A U.S. judge on Friday directed the House Ways and Means Committee and a staffer to appear at a July 1 hearing to address their alleged refusal to respond to U.S. Securities and Exchange Commission subpoenas as part of an insider trading probe.
The order by U.S. District Judge Paul Gardephe in New York covers both the committee and Brian Sutter, staff director for its healthcare subcommittee and came at the SEC’s request.
The SEC said it is examining whether material nonpublic information concerning an April 1, 2013 announcement by the Centers for Medicare and Medicaid Services of 2014 reimbursement rates for a Medicare program was leaked improperly, and whether anyone traded on that information…
According to the SEC, the House committee has resisted the subpoenas, in part by arguing that the U.S. Constitution shields lawmakers from having to testify or turn over documents…
As usual, the creeps in Congress think they are above the law.
In court papers on Friday, the SEC said it was looking into an email that a lobbyist at the law firm Greenberg Traurig sent to broker-dealer Height Securities regarding a deal struck in Congress about the Medicare rates.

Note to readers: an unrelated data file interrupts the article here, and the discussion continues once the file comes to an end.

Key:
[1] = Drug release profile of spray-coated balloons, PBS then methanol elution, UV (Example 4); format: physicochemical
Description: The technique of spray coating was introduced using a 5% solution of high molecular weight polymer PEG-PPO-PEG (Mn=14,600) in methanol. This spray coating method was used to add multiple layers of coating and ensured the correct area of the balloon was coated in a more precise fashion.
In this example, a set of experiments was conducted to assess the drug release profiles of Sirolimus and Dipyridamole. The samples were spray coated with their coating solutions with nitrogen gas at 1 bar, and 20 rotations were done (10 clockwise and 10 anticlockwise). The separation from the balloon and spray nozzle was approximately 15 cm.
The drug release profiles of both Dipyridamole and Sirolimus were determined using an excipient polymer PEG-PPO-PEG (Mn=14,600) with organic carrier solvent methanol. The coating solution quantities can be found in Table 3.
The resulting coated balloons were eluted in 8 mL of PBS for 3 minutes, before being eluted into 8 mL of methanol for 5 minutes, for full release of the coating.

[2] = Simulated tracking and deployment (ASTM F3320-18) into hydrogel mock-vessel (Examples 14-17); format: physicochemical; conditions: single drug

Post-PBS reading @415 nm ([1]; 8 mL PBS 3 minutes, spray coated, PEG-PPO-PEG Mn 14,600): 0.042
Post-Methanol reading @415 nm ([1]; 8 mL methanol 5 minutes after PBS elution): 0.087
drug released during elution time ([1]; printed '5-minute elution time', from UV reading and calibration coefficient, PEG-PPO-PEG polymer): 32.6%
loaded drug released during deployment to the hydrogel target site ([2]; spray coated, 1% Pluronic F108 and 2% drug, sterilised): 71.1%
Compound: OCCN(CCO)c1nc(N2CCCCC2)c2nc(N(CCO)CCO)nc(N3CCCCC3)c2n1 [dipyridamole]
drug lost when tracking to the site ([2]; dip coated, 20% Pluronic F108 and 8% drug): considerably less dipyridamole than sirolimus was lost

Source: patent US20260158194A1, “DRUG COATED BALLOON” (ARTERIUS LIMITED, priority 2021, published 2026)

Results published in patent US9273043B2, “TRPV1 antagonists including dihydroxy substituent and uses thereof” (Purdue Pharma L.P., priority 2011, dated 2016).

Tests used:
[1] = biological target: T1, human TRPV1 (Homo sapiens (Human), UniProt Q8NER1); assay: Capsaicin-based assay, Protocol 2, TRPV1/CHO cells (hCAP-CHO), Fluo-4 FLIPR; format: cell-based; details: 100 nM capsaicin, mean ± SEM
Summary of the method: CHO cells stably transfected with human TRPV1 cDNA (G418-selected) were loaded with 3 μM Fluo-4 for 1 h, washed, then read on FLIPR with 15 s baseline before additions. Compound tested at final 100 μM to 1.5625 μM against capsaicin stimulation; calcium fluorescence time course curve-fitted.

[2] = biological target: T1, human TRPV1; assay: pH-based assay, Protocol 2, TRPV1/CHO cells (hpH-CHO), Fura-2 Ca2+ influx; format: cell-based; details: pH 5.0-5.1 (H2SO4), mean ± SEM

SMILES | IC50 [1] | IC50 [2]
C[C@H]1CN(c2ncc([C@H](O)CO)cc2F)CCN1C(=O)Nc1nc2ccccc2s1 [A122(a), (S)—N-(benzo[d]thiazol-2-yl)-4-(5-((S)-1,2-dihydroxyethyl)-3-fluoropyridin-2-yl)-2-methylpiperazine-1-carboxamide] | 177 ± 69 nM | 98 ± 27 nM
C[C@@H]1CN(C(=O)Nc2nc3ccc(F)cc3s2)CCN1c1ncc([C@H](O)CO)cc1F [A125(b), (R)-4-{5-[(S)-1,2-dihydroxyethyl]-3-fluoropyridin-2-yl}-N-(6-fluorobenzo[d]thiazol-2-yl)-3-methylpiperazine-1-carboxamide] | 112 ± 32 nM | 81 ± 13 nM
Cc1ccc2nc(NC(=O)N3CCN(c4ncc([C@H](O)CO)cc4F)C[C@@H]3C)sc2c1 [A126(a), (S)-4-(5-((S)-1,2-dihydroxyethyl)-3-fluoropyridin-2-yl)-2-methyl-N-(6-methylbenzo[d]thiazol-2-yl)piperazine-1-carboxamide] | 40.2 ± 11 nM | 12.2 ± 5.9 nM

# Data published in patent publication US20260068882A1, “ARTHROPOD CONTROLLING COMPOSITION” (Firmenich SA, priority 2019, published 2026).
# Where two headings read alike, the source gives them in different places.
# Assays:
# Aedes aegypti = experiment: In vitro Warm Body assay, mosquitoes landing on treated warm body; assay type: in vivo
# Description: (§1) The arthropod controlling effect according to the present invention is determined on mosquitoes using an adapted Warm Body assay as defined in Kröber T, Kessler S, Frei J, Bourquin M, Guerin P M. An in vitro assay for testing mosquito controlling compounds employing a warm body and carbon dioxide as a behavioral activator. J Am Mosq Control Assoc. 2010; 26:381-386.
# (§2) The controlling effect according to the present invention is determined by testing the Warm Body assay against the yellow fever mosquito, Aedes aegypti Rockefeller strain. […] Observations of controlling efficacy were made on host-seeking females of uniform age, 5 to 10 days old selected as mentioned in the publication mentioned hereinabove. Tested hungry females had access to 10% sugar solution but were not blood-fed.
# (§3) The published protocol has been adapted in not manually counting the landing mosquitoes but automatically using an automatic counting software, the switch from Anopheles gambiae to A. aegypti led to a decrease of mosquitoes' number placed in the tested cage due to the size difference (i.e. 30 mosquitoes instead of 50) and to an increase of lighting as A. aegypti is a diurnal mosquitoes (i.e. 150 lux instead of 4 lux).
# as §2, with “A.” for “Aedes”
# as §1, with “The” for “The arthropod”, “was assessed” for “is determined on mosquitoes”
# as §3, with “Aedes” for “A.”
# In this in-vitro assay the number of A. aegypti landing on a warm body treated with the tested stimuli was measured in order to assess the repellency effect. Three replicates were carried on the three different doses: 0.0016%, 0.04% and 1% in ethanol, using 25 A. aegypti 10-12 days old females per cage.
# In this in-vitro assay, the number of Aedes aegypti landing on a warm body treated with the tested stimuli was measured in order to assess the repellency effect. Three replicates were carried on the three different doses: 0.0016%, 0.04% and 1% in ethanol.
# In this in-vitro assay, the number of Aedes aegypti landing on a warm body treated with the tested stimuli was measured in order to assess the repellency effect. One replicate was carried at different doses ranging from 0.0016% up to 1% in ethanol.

It said that email was 70 minutes before CMS announced the rates after U.S. markets closed, and about 30 minutes before Height issued a report suggesting that the change could help companies such as Humana and Health Net.
The SEC said the share prices of both companies jumped after the report, with Humana’s rising 7 percent in the last 15 minutes of trading.
Sutter, meanwhile, had on the day of the announcement been emailing the Greenberg Traurig lobbyist about the termination of a client from the Medicare program, the SEC said. Both then spoke on the phone for three minutes, which was 10 minutes before the lobbyist emailed Height, the SEC said.
I would love to see US Marshalls march into the House of Representatives and handcuff some of these sleazy bastards and cart ’em away for refusal to answer a subpoena. Ordinary mortals, plain old American citizens don’t get to behave like monarchs. Congress-critters consider it as much of a right as being able to lie unchallenged.